Just to throw a little more interest into the Footys of Florida.
I have been asked by Bob Boisvert of Titusville to design him a boat to (hopefully) excell in Florioda conditions. The result is a modified Moonshadow with a lower prismatic coefficient (i.e.more of a pot belly), shallower and slightly finer stern and about 50 g more displacement.
Here are some pictures and the basic drag curves. Note how Easter Saturday has appreciably less wave drag (the red lines) than Moonshadow in the medium speed range which we consider to be essential for East Coast of Florida conditions. This is despite thge fact the Easter Saturday has 15% more displacement.
We also hope hat the greater rocker will make the boat less prone to heave in a residual slop (described non-technically as ‘bobbing up and down’!).
Bob Boisvert is very anxious to point out that he is a beginner at boatbuilding, that his Razor sails like a US Army tank and that he told me all this at the beginning. Fair enough - he ds. We’ve tried to keep the thing reasonably easy to build and intitial pictures of the styrofoam hull are pretty encouraging.
Keep you posted as things progress.
With my notorious inability to get dates right, I managed to get the name of this thread wrng: the name of the boat is Easter Saturday, not Easter Sunday. As usual there’s a reason why. Anserrs on the back of a postage stamp please.
At last the answer for glue to stick PET ~ Angus you are a genius ~ back of stamps ~ stamp glue !!! Brilliant
Thanks for posting the information. Bob is a great guy. I look forward to seeing your design on the water. It’s turning out to be an interesting summer here in Central Florida.
More curves and bigger hips - I have no problem with that:D
Depron, eh. I/we would be interested in the construction method
Your drag curves are extremely interesting. This is the first time I have seen any drag curves posted, other than my earlier fishing rod tests. Did these curves come from a simulation package, or are they actual test data?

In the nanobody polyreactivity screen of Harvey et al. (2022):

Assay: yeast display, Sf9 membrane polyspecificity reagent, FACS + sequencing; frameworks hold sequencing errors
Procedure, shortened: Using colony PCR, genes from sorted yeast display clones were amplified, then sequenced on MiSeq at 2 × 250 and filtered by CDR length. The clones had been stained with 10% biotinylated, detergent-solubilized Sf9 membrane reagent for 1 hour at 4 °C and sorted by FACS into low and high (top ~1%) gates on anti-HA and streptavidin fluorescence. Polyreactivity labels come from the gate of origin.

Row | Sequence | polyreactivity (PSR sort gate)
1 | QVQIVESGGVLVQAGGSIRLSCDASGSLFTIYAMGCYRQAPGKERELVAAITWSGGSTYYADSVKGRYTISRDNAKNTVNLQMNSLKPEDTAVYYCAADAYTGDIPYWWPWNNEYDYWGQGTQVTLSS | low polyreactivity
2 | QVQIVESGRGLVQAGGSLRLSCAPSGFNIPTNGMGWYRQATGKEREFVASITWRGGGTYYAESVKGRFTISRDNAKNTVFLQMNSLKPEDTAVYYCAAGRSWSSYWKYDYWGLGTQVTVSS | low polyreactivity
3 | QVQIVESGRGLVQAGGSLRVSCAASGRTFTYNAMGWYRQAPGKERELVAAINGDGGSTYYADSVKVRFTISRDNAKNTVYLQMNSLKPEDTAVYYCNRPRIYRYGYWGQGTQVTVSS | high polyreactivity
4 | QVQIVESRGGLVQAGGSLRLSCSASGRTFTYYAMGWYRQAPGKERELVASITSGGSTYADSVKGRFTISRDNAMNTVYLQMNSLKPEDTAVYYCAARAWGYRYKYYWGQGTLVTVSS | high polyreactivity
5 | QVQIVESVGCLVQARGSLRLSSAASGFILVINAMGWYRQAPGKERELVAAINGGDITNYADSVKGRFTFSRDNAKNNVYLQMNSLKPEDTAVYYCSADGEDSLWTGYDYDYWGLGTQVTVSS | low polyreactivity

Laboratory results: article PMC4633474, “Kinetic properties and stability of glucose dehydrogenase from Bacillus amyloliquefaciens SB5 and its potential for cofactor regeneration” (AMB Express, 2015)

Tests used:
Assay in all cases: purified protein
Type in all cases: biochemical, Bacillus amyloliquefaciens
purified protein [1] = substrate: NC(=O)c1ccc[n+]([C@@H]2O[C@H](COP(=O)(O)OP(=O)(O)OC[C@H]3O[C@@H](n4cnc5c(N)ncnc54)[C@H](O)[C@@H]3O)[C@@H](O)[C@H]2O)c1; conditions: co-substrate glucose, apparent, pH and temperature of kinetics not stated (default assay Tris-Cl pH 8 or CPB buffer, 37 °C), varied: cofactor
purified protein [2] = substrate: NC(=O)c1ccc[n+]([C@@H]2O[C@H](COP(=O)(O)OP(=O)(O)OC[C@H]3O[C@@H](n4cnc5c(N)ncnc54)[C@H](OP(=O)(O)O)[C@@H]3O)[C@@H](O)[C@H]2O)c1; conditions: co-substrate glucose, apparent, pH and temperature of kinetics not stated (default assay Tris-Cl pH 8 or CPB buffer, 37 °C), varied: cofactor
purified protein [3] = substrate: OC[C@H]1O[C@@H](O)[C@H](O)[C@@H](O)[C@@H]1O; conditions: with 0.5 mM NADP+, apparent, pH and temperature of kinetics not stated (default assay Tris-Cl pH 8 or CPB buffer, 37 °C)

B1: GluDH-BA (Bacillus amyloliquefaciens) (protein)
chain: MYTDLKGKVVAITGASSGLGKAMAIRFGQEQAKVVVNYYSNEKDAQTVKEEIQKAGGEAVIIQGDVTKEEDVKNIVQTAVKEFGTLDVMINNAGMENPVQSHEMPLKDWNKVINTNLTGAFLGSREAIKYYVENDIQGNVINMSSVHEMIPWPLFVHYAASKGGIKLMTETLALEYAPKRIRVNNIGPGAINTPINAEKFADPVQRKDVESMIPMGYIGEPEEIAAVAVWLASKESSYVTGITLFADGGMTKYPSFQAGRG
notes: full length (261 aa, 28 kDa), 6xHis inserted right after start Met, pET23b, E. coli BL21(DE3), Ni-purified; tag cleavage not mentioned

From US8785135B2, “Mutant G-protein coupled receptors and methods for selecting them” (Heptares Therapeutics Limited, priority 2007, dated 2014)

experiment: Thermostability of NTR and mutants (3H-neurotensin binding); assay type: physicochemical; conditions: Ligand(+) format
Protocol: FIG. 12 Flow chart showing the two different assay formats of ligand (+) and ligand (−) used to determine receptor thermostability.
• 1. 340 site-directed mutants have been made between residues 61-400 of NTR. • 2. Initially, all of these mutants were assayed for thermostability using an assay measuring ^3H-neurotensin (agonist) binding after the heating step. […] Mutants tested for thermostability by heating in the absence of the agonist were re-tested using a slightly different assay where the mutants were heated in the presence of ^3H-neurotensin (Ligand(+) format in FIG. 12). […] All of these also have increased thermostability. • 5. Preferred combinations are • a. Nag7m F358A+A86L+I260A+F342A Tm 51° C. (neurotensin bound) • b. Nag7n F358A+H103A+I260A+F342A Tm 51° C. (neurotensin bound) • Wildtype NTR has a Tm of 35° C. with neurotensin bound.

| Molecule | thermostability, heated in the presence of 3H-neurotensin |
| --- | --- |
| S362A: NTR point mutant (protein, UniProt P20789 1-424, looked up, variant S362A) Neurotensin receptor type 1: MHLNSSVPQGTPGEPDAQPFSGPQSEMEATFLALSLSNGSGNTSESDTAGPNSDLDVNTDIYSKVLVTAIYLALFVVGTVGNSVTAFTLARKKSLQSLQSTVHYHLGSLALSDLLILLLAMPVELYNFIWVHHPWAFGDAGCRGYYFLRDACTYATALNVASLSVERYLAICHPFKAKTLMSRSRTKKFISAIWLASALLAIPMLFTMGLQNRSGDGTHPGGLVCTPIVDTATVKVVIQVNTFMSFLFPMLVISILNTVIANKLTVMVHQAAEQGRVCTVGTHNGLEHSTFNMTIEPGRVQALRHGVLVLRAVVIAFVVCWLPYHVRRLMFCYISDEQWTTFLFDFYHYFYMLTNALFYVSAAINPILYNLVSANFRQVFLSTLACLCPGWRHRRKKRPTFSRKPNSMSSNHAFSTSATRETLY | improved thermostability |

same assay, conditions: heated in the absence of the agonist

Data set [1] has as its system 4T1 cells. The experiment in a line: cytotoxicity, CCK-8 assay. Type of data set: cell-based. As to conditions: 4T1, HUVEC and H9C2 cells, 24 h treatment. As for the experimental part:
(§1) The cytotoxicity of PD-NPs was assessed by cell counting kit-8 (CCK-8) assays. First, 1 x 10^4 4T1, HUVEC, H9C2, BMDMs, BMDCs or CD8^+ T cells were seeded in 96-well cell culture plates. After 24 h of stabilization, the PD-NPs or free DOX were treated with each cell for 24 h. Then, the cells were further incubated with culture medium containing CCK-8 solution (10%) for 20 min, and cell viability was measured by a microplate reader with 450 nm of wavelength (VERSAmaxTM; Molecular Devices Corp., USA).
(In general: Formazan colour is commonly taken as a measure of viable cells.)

The only test results that I have on a conventionally shaped hull (not a soda bottle) is a single test point, on a Razor hull, measuring 0.68 oz drag at 1.14 kt, with a total weight of 16.6 oz. This is about twice the drag shown on your curves. Possible reasons for the difference include:
- A finer entry on your hulls (but it is necessarily deeper, so some of this advantage will cancel)
- Less weight?
- Form drag may not be included in your data?
- Errors in my test data (the test was very unsophisticated)
It would be very informative if you could do a similar simulation on a Razor hull, to see if it agrees with my test data. I think Flavio is grappling with this same problem.
Wave drag is an area that has me completely flummoxed. I have been scouring the internet for information, and everything that I have found has either been irrelevant to our situation, or too complex to understand. I thought that I had hit the mother lode in some papers by Francis Noblesse, but his simple derivation for bow wave height uses a fudge factor which appears to give very wrong answers for a Footy.
The drag curves are purely theoretical and come with the Vacanti Prolines hull drafting package that I use. They are based on the well-known Delft test data (Technische Hoogschool Delft/Netherlands Ship Model Basin, now Marin).
In formal terms the size of a Footy is such as to be way outside the envelope for which the Delft model was designed. However, there is anecdotal information (Graham Bantock and Brett McCormack, although both tend to play their cards rather close to their chests) that the shape of the curves, although probably not the absolute values, does approximate quite well to Footys. In my limited experience at this size, I have found empirically that he correlation is quite good.
In the past I have used what is probably best described as an elaborate rule of thumb which I derived from a paper published by someone at he Wolfson Unit in Southampton and am now unable to locate.